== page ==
I’m not going to rail against the traditional way. It’s a business and it’s their money to invest in whom they choose and they choose what is going to fit into several quantifiable measures. They can choose the cream of the crop (though even they fail to discover the cream). If I had 10,000 to 20,000 thousand dollars to invest you can bet I’m going to bet on what is going to make me 80,000 to 100,000 thousand dollars in return. That is all good and well, but as a writer of historical fiction, the formula did not fit my novel. No romance. No edgy or politically correct storyline. No female protagonists. It was a tale of war and of soldiers and written in a way that was unique. Uniquely bad or good is debatable. That it was written over a twenty year time period, rewritten at least five times and professionally edited means nothing. It was not a story that was bankable. It was something I wanted to write but if I’d wanted to write what was publishable along the traditional route I wouldn’t have written it. But, this is not to say that I might have even been considered had I been writing what I thought was going to fit the historical fiction mold. I’ll never know the answer to that question as I’ve published it myself.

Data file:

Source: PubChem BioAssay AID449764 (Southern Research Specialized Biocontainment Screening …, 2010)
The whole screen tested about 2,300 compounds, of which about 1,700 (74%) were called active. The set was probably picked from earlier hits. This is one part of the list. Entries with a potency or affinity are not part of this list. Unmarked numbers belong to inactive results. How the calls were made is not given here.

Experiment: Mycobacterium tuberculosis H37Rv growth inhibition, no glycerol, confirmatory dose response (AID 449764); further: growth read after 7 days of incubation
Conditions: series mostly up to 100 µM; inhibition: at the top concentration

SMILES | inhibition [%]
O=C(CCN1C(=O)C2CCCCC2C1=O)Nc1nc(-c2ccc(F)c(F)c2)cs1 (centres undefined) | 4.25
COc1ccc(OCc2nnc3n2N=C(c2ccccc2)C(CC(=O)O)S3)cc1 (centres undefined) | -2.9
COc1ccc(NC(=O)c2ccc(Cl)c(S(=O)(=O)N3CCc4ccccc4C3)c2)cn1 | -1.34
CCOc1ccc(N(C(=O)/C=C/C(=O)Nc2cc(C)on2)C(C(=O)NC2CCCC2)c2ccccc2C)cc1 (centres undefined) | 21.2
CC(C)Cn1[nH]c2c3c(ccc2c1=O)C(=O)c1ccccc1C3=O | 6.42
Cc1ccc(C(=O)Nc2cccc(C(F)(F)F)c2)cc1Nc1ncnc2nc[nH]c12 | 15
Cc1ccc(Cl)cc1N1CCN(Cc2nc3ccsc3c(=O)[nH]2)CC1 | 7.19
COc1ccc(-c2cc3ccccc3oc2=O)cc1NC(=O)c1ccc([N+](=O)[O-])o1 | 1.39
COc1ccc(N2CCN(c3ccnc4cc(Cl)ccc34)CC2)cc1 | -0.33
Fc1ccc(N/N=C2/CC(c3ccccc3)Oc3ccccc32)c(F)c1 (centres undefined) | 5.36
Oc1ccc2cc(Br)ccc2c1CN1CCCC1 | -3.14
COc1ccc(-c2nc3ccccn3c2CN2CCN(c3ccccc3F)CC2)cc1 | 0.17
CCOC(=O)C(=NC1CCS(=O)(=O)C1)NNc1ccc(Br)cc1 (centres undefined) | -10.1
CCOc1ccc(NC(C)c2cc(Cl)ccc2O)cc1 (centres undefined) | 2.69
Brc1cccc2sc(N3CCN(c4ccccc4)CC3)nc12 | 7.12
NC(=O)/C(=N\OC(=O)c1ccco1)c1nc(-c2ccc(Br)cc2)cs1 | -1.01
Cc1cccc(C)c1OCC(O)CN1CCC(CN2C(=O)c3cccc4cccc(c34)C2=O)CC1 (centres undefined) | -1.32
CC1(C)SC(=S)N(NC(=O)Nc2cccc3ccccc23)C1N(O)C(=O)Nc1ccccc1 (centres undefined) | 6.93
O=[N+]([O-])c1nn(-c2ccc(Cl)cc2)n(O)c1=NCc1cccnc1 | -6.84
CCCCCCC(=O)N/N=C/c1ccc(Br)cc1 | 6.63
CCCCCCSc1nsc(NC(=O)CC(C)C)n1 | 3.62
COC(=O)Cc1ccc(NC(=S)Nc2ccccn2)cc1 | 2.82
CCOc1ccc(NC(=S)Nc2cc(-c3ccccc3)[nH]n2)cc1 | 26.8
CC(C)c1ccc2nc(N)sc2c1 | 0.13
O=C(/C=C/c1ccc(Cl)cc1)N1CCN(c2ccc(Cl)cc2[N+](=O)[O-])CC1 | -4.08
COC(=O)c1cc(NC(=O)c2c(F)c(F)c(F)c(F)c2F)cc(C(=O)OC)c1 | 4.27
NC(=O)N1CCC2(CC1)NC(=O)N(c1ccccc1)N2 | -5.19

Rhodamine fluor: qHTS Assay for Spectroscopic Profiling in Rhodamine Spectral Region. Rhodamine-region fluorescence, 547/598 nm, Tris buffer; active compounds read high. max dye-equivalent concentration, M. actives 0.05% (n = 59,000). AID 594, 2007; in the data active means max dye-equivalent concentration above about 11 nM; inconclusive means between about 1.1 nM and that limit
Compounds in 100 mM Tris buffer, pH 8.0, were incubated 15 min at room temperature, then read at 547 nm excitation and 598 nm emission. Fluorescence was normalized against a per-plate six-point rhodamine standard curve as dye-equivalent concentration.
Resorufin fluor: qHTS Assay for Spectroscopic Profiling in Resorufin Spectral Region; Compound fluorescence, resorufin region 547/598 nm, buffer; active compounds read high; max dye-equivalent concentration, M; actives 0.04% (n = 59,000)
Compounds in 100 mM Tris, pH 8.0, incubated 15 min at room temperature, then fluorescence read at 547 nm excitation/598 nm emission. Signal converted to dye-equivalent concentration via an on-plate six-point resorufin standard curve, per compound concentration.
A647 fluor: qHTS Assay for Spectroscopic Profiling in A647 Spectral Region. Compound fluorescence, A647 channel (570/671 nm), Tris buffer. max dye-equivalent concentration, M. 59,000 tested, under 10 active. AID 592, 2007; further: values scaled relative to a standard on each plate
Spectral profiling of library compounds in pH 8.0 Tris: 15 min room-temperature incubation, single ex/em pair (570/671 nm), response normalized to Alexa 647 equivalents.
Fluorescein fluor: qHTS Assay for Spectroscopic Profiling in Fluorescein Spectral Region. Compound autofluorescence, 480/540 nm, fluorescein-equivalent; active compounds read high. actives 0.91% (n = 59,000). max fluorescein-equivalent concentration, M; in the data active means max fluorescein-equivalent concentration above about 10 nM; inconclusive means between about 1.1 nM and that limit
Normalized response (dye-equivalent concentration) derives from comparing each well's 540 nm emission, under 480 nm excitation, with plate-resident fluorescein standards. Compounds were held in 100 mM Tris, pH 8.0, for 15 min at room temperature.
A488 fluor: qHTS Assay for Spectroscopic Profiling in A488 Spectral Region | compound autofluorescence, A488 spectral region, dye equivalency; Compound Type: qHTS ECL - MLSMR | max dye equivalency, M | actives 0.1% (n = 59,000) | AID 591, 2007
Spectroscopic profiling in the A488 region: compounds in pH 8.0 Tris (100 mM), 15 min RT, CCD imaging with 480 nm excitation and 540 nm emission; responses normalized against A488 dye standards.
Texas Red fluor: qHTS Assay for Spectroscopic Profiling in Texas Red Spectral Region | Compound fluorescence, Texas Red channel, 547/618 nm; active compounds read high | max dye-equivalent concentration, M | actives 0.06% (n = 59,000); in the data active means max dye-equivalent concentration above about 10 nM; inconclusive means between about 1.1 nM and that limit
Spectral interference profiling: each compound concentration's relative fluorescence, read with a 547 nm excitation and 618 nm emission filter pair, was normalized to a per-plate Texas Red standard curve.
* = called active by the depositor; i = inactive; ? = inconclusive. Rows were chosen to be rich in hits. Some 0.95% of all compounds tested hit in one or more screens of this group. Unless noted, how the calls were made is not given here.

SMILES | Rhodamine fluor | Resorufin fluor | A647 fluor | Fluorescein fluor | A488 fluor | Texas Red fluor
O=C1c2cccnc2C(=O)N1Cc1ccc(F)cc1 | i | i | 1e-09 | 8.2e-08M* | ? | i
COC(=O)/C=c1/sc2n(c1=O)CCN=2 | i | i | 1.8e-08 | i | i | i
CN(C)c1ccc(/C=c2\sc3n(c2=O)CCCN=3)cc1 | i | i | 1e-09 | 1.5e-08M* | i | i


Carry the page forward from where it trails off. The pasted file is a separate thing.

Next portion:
As of this writing, I’ve had over 1000 in paid Kindle sales since middle of February (a key milestone for me) and been in the top 100 in Civil War nonfiction Amazon category for the last 12 weeks (many fiction works end up in this category as the historical fiction categories are not fine grained enough). 15,000 people have downloaded They Met at Shiloh during two free Amazon promotional periods. Many do better, many do worse but I’m happy with the progress to date. The key milestone was that They Met at Shiloh has now paid for the next book in the series for editing and cover design costs. We are now no longer saving for this goal and each additional dollar made goes for advertising and production of book #3. In another month we will have earned out our initial advance to ourselves, $3,500.00 for two editors, paperback and kindle formatting, promotional materials, and cover design.

Two Struck Images, short story launch